Fourth Circuit Applies Wartime Suspension of Limitations Act (WSLA) to Relator’s FCA Suit

In a recent split decision, United States ex rel. Carter v. Haliburton Co., 2013 U.S. App. LEXIS 5309 (4th Cir. March 18, 2013), the Fourth Circuit took a broad reading of the Wartime Suspension of Limitations Act (WSLA) and applied the Act to hold that a relator’s suit was not barred by the FCA’s six-year statute of limitations.  The relator, a former employee of one of the defendants, was hired to test and purify water for U.S. troops in Iraq.  The relator alleged that from January 2005 to April 2005 his company was not purifying the water as claimed and that, despite not working any hours on water purification, the relator was instructed to submit time sheets indicating twelve-hour work days.

The WSLA suspends statutes of limitations for fraud committed against the government during times of war.  Prior to 2008 the WSLA provided:

When the United States is at war the running of any statute of limitations applicable to any offense (1) involving fraud or attempted fraud against the United States . . . shall be suspended until three years after the termination of hostilities as proclaimed by the President or by a concurrent resolution of Congress.

18 U.S.C. § 3287 (2006).  In 2008, the WSLA was amended, and the triggering language of the statute was changed to “[w]hen the United States is at war or Congress has enacted specific authorization for the use of the Armed Forces . . . .”  18 U.S.C. § 3287.  The amendments also extended the tolling period to five years after the end of hostilities.

In Carter, the relator appealed the dismissal of his suit by the district court.  The district court had held, in part, that the relator’s claims were barred by the FCA’s six-year statute of limitations because the WSLA did not apply to non-intervened FCA actions so as to suspend the statute of limitations.

The Fourth Circuit first considered the effect of the 2008 amendments to the WSLA.  The Fourth Circuit held that during the period relevant to the alleged false claims the U.S. was “at war” in Iraq under either version of the WSLA because the WSLA does not require a formal declaration of war.  The court noted that interpreting the WSLA in such a way as to require a declaration of war “would be an unduly formalistic approach that ignores the realities of today.”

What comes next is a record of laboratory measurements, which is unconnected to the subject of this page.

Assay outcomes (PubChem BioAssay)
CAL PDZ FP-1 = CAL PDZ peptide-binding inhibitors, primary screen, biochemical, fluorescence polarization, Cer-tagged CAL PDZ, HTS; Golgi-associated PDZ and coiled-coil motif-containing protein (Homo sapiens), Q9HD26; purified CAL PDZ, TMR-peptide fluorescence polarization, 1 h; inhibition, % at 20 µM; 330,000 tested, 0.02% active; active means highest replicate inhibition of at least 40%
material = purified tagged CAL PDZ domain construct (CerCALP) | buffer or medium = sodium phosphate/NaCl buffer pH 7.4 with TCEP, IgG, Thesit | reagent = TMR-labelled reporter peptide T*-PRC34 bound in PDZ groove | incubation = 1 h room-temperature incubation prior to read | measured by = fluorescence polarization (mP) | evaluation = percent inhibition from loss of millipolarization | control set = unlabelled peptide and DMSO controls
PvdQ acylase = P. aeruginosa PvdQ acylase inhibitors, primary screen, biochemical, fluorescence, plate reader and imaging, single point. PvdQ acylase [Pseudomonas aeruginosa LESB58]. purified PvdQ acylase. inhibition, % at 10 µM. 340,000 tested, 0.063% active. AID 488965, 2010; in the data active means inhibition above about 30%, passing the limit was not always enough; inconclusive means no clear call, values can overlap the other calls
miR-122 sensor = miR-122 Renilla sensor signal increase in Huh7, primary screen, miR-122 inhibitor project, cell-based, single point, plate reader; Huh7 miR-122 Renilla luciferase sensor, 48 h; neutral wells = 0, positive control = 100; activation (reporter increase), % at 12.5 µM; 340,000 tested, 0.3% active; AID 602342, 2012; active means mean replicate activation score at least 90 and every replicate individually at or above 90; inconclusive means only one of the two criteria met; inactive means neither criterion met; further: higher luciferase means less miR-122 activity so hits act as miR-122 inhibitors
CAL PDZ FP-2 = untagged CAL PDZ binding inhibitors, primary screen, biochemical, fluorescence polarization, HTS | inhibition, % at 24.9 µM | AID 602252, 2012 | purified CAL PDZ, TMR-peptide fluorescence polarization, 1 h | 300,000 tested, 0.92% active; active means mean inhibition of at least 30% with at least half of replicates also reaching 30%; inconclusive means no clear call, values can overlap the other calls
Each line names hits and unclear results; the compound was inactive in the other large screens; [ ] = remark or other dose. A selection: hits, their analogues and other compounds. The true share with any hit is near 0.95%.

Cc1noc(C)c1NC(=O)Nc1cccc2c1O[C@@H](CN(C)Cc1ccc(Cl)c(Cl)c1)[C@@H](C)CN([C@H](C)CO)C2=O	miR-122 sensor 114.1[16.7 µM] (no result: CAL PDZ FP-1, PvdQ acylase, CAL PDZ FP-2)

The court rejected the argument that the WSLA only applies to criminal cases, citing several cases that have held that the WSLA applies to civil claims and noting that statutory language clearly indicating that the WSLA only applied in criminal cases had long been removed from the statute.  Likewise, the court rejected the notion that the Act only applies when the United States is a party, stating that the application of the WSLA “depends upon whether the country is at war and not who brings the case” and that applying the WSLA to civil claims is in line with WSLA’s purpose.

Carter is an obvious win for relators.  The practical takeaway is that relators may be able to “reach back” more than six years to fraudulent conduct by wartime fraudsters, or maintain a suit under the FCA when relator’s claims would otherwise be time-barred. Carter is a win for the Government as well, as the Fourth Circuit’s holding allows for war-time fraudsters to be more fully held accountable, or be held accountable at all, for their frauds through relator-filed FCA actions.


If you believe you have a Defense Contracting Fraud claim, or other False Claims Act claim, contact the Rabon Law Firm for a free consultation.

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